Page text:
In last week’s blog post I gave an example of dualism that was evident in my church when I was growing up. In this blog post I want to share a point that Macaulay and Barrs made in their book Being Human: The Nature of Spiritual Experience and a quote from C. S. Lewis’ book, The Discarded Image.
Macaulay and Barrs point out that frequently some scriptures read out of context can seemingly suggest that we should have a divide between secular/earthly and spiritual. They give as an example a passage in Mark 8: 34-35 where Jesus tells his disciples that they must lose their lives. It reads,
He called the crowd with his disciples, and said to them, “If any want to become my followers, let them deny themselves and take up their cross and follow me. For those who want to save their life will lose it, and those who lose their life for my sake, and for the sake of the gospel, will save it. (New Revised Standard Version)
Here is another example from Colossians 3:1:
So if you have been raised with Christ, seek the things that are above, where Christ is, seated at the right hand of God. Set your minds on things that are above, not on things that are on earth, for you have died, and your life is hidden with Christ in God. (New Revised Standard Version)
This is an example of “proof texting” if one pulls the verse out of context and uses it to prove a point. Without a clear picture of the whole of Scripture these verses can lead one to think that religious activity is more important than our earthy activity. Or to say it another way is to say that things considered sacred are more important than things considered secular. In other words, we don’t need to be concerned “about present realities” (Macaulay and Barrs, p. 13). Again, this kind of thinking may lead us to make a choice between helping our neighbour, watching the birds in a bird feeder, and attending a religious activity. So we see from my experience growing up and the examples here that religious life can be claimed as superior to earthly realities and thus separated from each other. Francis Schaeffer used to say that all of life belongs to Jesus the Messiah, meaning that there is no separation between sacred and secular or spiritual and earthly. Again, on a very practical level, one should spend all his/her life in prayer, contemplation and quietness away from the earth that we live on. But we must make a distinction here. There are people who are called to a life of prayer but at the same time they do not devalue the rest of our existence. What we are talking about here is a devaluing of our earthly existence in favour of a spiritual existence as if one is more pleasing to God than the other.
Let’s pursue further what Macaulay and Barrs (p. 13) have to say. As with all of life as Christians so much of what we believe starts in Genesis and in this case Genesis 1:26-27, “Let us make man in our own image, after our likeness.” Now we know that this does not mean that humankind is exactly like God. That cannot be. Not only because Scripture does not claim that, but because of the reality of our own existence. We are persons like God but we are very different. We are finite and he is Infinite. We are physical and spiritual, and He is only Spiritual, we are attached to this earth and God is not.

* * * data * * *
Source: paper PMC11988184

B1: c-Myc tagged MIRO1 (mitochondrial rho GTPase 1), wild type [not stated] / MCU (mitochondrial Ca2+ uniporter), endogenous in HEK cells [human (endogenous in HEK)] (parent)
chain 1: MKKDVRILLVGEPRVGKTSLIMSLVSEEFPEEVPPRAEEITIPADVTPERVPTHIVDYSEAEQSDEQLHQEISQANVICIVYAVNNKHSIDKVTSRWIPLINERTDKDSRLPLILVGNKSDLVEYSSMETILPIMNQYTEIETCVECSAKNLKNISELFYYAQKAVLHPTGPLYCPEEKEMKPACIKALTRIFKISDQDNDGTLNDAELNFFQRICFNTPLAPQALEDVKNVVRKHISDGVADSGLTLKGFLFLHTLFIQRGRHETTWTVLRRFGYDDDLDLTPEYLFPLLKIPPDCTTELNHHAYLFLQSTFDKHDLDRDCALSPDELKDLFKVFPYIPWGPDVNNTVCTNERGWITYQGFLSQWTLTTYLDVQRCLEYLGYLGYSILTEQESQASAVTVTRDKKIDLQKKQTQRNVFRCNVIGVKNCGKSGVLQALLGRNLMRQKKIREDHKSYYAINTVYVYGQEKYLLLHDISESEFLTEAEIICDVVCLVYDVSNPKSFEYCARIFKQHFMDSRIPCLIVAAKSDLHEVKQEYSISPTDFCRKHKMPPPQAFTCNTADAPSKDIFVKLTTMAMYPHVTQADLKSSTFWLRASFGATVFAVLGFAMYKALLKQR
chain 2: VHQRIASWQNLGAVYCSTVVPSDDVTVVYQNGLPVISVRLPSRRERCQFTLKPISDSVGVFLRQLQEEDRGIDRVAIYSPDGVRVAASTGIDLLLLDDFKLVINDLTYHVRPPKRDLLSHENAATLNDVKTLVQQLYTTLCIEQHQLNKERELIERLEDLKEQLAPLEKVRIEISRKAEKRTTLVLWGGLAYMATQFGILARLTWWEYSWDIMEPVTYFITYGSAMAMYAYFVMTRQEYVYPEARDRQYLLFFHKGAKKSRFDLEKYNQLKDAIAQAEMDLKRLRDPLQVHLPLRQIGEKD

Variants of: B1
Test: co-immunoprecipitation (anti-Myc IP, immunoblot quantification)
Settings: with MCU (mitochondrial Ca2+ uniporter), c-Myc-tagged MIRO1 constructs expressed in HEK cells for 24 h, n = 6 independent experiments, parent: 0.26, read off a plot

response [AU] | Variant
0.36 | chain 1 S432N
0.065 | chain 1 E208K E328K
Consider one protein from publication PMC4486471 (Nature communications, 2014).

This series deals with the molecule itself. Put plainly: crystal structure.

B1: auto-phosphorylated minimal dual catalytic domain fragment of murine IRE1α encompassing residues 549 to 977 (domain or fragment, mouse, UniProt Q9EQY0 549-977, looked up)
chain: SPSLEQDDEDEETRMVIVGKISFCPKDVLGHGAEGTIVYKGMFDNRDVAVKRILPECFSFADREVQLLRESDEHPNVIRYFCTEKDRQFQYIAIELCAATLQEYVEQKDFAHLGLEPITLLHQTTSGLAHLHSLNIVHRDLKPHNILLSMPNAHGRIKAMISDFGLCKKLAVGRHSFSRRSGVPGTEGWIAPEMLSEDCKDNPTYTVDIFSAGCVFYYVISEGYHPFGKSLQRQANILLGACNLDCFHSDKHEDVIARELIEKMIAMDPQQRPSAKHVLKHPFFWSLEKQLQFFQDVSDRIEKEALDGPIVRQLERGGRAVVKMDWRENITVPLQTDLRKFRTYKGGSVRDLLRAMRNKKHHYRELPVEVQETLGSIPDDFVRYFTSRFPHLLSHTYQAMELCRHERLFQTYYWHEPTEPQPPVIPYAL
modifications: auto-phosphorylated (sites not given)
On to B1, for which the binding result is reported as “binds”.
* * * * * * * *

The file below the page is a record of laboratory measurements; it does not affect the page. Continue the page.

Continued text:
God created us for the Garden of Eden. He made us physical and put us in a physical place to do physical work in that place. This is an affirmation of life and not something to escape from. How do we know. Because in verse 1:31 of Genesis it says, “God saw everything that he had made, and indeed, it was very good.” But from my early church experience that I have described already, it is only religious activity that is good. Thus for some Christians life is about what we are not to taste or not to touch or not to wear or not to do, therefore, life can become more about NOT affirming our existence here on earth.
While Macaulay and Barrs say that sanctification is an affirmation of life here in this physical place with our physical bodies, they also make the point that we are not free to live as we please (p. 18). We must live within the confines of God’s moral universe.
But how did we come to believe in a sacred and secular divide. Remember that I said in an earlier post that when we make distinctions such as a sacred and secular dichotomy, there is a belief that we hold about life that is guiding that principle. Let’s see if we can get to the bottom of how the sacred and secular divide came about.
The early church had some serious persecution. During the time of Jesus the Romans had adopted much of the Greek culture. Thus Plato, Aristotle and others, who had lived many years before the time of Jesus, still had a heavy influence on Greek thought. To avoid persecution some Christians were trying to reconcile the teachings of Jesus with the teachings of Plato. Therefore, the ideas of Plato entered the church and are still hanging around in the church. The primary proponents were Justin Martyr and Clement. But what did Plato teach that still has influence in the church?
Plato believed in heaven. But we must be careful to understand what Plato meant by heaven. This is the beauty of Lewis’ work. He spent years understanding the meaning of the words used by Plato and others. Many in the ancient world believed in a heaven, but their concept of heaven was very different than the Judeo-Christian concept. Let’s explore this further.